I fully believe we are to love in truth… …just as Jesus exemplified. This type of authentic love goes beyond the cliché: “hate the sin, love the sinner.”

Besides, whenever Christians use the cliché: “hate the sin, love the sinner,” the only thing the gay community hears is HATE. That is not the message of the gospel – LOVE is.

There is good reason why many of us only hear the word “HATE,” Mr. Harrison. Your slanderous assertions above are one example. But perhaps one of the better reasons is that you and your anti-gay affiliates are willing to overlook the sin of bullying and harassment, for the sake of highlighting what you consider to be the sin of identifying as LGB or T.

Authentic love looks past the person’s faults, and looks into their hearts.

The subtext here, whether intentional or not, is that same-gender attraction is not of the heart. Thus, our human-sexuality is merely a superfluous “fault” to be looked past. This, Mr. Harrison, would have us believe is authentic love.

As the Bible says:

Matthew 7:4: How can you say to your brother, ‘Let me take the speck out of your eye,’ when all the time there is a plank in your own eye?

Seeing a non-existent fault, is a fault.

Onto the proselytization of gay youth:

The most important issue is this: does the [gay] student have a relationship with Christ?

The next important issue, once the student has accepted Christ, is this: how are they nurturing their relationship with Christ?

If he/they were serious about saving the supposedly unrepentant lost, they would start by attempting to convert the bullies, not their victims.

Further, youth workers are to “teach about all sin, not just the-gay-verses; God hates all sin, and no sin is higher than another.”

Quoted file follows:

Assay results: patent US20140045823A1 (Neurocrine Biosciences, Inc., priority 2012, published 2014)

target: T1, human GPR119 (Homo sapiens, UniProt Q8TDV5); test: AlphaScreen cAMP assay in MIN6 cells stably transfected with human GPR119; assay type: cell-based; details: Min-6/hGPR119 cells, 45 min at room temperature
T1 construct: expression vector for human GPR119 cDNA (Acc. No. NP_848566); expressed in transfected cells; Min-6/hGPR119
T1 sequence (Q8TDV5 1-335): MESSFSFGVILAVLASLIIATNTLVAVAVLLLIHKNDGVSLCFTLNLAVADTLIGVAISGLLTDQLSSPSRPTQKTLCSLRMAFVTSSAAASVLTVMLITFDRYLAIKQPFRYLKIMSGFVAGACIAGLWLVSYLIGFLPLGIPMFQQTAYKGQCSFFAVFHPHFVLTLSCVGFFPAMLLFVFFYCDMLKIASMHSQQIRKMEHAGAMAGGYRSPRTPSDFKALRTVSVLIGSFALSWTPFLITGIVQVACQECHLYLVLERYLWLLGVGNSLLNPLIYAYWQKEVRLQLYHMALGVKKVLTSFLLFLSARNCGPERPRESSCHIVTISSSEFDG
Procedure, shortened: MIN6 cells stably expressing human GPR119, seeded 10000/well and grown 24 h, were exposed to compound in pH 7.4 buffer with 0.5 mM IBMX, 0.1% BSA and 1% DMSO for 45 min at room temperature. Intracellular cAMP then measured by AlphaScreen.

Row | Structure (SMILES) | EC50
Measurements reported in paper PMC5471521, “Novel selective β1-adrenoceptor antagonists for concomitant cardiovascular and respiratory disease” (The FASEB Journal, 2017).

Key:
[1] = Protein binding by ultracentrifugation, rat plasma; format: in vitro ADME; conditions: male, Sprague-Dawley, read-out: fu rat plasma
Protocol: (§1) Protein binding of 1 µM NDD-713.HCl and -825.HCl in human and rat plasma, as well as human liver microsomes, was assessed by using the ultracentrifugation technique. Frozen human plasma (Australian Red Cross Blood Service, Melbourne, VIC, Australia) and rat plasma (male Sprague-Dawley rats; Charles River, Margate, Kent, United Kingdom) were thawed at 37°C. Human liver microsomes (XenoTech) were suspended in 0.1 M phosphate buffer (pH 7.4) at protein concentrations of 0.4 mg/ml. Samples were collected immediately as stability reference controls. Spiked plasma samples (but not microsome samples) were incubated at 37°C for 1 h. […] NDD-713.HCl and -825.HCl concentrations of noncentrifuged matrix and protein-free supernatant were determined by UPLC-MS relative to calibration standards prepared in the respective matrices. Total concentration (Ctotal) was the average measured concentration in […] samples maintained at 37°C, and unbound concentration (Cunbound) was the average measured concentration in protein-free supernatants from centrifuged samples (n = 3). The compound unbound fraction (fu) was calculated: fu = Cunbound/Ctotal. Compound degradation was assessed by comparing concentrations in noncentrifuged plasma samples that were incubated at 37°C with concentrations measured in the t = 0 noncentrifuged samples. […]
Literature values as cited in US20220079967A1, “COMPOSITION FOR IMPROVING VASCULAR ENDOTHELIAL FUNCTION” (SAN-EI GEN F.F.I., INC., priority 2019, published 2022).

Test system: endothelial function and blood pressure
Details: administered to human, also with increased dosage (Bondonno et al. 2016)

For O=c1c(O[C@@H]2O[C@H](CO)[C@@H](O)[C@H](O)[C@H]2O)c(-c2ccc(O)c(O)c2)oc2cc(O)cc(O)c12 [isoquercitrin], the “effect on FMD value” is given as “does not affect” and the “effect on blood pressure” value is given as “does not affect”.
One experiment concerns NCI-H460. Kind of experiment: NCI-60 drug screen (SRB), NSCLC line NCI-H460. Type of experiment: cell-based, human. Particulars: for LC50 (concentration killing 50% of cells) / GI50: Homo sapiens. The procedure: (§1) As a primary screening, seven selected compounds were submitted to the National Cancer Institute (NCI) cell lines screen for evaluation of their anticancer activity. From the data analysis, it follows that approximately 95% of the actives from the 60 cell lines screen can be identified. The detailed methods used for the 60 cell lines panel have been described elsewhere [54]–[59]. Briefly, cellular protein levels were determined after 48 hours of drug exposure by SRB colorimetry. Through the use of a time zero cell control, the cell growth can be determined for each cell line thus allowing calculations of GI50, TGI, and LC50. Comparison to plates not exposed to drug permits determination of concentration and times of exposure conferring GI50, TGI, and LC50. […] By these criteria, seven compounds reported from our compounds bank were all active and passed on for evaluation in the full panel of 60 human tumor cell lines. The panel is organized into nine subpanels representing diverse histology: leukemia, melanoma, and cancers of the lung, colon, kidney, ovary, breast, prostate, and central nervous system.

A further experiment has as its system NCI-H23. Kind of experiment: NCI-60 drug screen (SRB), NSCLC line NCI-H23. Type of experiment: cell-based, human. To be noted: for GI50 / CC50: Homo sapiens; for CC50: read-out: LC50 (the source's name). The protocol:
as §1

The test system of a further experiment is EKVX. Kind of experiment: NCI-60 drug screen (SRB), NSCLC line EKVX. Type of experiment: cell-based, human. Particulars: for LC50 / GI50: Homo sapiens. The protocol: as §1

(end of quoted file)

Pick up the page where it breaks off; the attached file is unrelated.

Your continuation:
If he, et al, really believed that, then the eradication of homosexuality wouldn’t be at the top of their list.

And finally, under the heading of “The Student,” we get several examples of the whole “The opposite of homosexuality isn’t heterosexuality, it’s holiness” song and dance. Here’s just one example:

Let me first say, the overall result is not to become a manly/womanly heterosexual, getting married, or having kids. The overall result is simply this: to seek after God’s identity.

Oh, and btw:

Nothing creates more damage to one’s soul than a peer constantly referring to you as an adjective (faggot) rather than as a person. Just because a student is gay or lesbian does not mean that they have to be constantly reminded of it.

Unless you’re defining LGBT youth as unrepentant sinners. Then you can write articles to influence others to remind them of it every Christian chance they get.

There are reasons why we have age of consent laws, to protect the vulnerable. Choosing to live a physically and emotionally chaste life is one thing, but unnecessarily foisting, what amounts to be the priesthood, onto the dependant, impressionable, and powerless among us, is nothing short of ABUSE.

And calling it religion doesn’t make it any less criminal.